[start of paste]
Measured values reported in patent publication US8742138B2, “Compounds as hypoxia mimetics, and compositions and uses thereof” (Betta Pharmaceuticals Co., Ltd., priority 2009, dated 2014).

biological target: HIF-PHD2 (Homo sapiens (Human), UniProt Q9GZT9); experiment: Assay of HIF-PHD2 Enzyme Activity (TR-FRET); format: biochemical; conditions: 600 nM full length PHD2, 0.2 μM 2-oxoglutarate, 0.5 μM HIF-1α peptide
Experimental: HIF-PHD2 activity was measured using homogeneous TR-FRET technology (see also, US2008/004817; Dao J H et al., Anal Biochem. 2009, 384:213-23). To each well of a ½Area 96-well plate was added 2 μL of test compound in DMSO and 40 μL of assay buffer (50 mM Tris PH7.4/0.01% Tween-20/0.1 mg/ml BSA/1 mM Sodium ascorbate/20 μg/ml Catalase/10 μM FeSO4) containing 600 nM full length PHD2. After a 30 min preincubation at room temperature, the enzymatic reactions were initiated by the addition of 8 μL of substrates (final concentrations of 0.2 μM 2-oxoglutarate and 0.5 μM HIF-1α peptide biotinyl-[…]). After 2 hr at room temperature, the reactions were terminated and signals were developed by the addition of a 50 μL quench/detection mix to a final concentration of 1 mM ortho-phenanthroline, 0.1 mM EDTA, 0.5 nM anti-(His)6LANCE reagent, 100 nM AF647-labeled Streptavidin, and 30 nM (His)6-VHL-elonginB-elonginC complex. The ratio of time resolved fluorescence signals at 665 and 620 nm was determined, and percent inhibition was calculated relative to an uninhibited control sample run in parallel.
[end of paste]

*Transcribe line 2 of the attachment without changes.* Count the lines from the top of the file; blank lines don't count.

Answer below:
biological target: HIF-PHD2 (Homo sapiens (Human), UniProt Q9GZT9); experiment: Assay of HIF-PHD2 Enzyme Activity (TR-FRET); format: biochemical; conditions: 600 nM full length PHD2, 0.2 μM 2-oxoglutarate, 0.5 μM HIF-1α peptide